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A320/Drone near miss at Heathrow.

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  • Mr Creosote
    Better get a bucket...
    • Aug 2005
    • 1399

    A320/Drone near miss at Heathrow.

    Am I over-reacting in finding this pretty scary? According to the report on the Beeb , sales of small drones are running between 1000-2000 per month in the UK, and the CAA says they have to rely on people's "common sense" when operating them. Is there the potential for terrorists to use drones to attack commercial aircraft?
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  • robdd1
    Rank 5 Registered User
    • Mar 2011
    • 228


    No more chance than using any type of vehicle to attack a target I would guess -

    Common Sense - Afraid with the drones they are easy to buy and easily flown straight from the box. You find a lot of people with little model experience are taking them up with no idea on any of rules and regs. They can and do have fly always so even someone flying on the edge of a restricted area following the rules can end up in trouble - this applies to most form of RC equipment.

    Though as most of the bigger models are fitted with GPS these could all be set to not fly in restricted areas by default?

    Good models shops normally explain a lot before selling models but with Internet buys a different story so maybe enclosing some details on the rules and regs should be shipped with each model.

    Get caught you do get done


    • Meddle
      Rank Bajin.
      • Sep 2014
      • 1626

      This story, for me, highlights the need for more user awareness at a time when these quadcopters are becoming easier and cheaper to purchase. I dont work directly in the aerial surveying field, but Ive spoken several times with those that do. The CAA is fairly stringent with commercial drone operators and, I believe, demands to see a physical demonstration of the type of work you wish to carry out. Any changes made to your operation, for significant commercial gain, need to be demonstrated further. For agricultural, forestry or archaeological surveys it makes good financial sense to hire a commercial remote-surveying company who put up a small copter for a couple of hours. By contrast, any idiot can buy one of these things for private use and fly it anywhere without any qualifications or comprehension of the risks involved. I imagine there will be a wave of these things after Christmas, and the cheaper models with more relaxed build tolerances will lead to an increase in accidents. The issue isnt so much what damage a drone would cause if ingested by an A320 and more about the increased numbers of people operating these aircraft with little to no flying knowledge. The knock-on effect this would have, with the CAA clamping down on the remote sensing industry, is open to speculation.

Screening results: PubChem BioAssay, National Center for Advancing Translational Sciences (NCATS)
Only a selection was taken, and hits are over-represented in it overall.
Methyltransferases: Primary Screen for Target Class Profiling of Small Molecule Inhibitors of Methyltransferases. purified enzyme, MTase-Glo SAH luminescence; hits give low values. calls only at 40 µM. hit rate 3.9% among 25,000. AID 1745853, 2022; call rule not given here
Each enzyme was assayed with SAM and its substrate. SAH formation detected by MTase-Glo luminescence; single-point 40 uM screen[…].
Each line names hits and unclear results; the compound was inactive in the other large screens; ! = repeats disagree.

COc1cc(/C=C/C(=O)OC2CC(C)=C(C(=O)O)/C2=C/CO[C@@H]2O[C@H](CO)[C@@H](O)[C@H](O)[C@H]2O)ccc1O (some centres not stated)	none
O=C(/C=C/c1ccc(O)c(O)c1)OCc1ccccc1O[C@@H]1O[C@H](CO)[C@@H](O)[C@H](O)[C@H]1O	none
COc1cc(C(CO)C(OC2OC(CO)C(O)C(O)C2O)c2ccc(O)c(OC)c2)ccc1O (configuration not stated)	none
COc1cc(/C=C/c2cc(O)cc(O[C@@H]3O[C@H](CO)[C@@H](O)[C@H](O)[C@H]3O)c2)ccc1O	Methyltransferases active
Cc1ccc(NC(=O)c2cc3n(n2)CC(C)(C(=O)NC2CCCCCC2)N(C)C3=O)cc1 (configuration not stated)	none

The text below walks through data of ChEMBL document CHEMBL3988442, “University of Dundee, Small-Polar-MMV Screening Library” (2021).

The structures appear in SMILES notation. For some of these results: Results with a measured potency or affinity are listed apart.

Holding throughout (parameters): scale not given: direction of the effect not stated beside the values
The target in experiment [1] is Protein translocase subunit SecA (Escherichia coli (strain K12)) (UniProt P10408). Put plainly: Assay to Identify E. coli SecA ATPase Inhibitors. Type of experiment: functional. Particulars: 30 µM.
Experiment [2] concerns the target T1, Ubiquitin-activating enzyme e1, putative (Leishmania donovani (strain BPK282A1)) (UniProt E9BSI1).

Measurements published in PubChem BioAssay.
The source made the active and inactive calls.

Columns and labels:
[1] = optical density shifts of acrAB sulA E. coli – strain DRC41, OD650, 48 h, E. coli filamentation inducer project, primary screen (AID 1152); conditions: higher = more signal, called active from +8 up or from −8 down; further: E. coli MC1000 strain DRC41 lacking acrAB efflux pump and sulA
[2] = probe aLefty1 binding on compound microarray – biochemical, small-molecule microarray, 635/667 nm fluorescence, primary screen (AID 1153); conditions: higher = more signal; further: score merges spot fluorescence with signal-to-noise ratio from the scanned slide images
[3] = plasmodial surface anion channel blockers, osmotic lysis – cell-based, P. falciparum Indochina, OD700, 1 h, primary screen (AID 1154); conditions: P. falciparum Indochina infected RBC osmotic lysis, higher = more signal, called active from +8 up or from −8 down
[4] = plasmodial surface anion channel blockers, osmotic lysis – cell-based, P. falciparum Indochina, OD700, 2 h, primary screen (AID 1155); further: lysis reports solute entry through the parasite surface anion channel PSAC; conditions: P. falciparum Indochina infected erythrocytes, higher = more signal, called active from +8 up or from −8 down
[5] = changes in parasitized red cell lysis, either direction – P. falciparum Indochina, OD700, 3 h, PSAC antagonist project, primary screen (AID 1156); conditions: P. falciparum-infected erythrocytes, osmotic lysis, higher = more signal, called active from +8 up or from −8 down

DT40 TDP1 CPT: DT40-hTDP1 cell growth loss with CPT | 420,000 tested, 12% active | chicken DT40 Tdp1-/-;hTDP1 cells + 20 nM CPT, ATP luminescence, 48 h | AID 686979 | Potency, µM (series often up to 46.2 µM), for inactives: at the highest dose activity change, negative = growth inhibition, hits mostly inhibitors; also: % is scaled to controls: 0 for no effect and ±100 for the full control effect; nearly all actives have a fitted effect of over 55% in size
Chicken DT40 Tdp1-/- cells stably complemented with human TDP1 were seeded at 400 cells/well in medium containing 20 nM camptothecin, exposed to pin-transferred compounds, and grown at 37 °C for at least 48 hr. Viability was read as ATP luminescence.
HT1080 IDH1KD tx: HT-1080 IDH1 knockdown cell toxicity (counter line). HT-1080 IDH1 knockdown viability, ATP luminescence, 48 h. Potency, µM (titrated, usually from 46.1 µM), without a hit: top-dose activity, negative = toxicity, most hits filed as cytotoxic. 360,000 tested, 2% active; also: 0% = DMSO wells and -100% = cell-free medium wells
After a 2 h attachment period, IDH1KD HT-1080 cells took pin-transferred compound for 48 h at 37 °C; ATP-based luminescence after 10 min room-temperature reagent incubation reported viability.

• nJayM
        Rank 5 Registered User
        • Jun 2008
        • 1687

        Unless we are talking about some 'fruit and nut cases' having access/acquired military drones and the very complex and expensive equipment to fly them (very unlikely), the non military ones that are currently available to 'Joe Public' are hardly going to be a worse risk to commercial aircraft than a large bird or flock of birds (usually flying at speeds much faster than any small non military drone could hope to achieve).

        Having said the above non military drones could be a higher risk to light aircraft.


        • 27vet
          Rank 5 Registered User
          • Nov 2009
          • 2698

          Jay, like you said, fruit and nut cases. Well the FAA are tightening up their rules and also the CAA here in South Africa, but I haven't read the details yet.

          Just to give you an idea of damage that could be caused, a Cessna 210 hit a bird on final approach to Shakawe in Botswana the other day. The pilot was seriously injured and risks losing his eye. The plane was landed by the front seat passenger who incidentally is not a pilot.

          sigpicHindsight is what you see from the tailgunner's position...


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